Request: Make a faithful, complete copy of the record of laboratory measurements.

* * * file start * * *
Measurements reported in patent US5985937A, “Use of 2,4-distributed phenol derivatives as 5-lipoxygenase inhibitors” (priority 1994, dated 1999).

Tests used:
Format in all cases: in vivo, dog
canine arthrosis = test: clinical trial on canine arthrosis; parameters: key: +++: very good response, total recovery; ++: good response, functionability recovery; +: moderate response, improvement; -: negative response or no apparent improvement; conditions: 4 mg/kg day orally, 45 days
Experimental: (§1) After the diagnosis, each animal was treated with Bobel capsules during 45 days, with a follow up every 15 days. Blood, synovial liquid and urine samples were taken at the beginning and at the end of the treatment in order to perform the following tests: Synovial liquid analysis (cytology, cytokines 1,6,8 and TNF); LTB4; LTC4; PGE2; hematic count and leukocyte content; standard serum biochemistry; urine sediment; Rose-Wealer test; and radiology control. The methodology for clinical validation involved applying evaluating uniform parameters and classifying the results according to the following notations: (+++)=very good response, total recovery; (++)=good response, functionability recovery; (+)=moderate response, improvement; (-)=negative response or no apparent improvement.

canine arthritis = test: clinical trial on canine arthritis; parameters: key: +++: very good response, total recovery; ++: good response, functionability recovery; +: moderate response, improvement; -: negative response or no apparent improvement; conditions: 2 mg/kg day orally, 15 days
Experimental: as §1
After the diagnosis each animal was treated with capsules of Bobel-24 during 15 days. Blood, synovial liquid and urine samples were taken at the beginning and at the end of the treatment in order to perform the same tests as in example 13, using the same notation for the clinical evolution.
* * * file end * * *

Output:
Measurements reported in patent US5985937A, “Use of 2,4-distributed phenol derivatives as 5-lipoxygenase inhibitors” (priority 1994, dated 1999).

Tests used:
Format in all cases: in vivo, dog
canine arthrosis = test: clinical trial on canine arthrosis; parameters: key: +++: very good response, total recovery; ++: good response, functionability recovery; +: moderate response, improvement; -: negative response or no apparent improvement; conditions: 4 mg/kg day orally, 45 days
Experimental: (§1) After the diagnosis, each animal was treated with Bobel capsules during 45 days, with a follow up every 15 days. Blood, synovial liquid and urine samples were taken at the beginning and at the end of the treatment in order to perform the following tests: Synovial liquid analysis (cytology, cytokines 1,6,8 and TNF); LTB4; LTC4; PGE2; hematic count and leukocyte content; standard serum biochemistry; urine sediment; Rose-Wealer test; and radiology control. The methodology for clinical validation involved applying evaluating uniform parameters and classifying the results according to the following notations: (+++)=very good response, total recovery; (++)=good response, functionability recovery; (+)=moderate response, improvement; (-)=negative response or no apparent improvement.

canine arthritis = test: clinical trial on canine arthritis; parameters: key: +++: very good response, total recovery; ++: good response, functionability recovery; +: moderate response, improvement; -: negative response or no apparent improvement; conditions: 2 mg/kg day orally, 15 days
Experimental: as §1
After the diagnosis each animal was treated with capsules of Bobel-24 during 15 days. Blood, synovial liquid and urine samples were taken at the beginning and at the end of the treatment in order to perform the same tests as in example 13, using the same notation for the clinical evolution.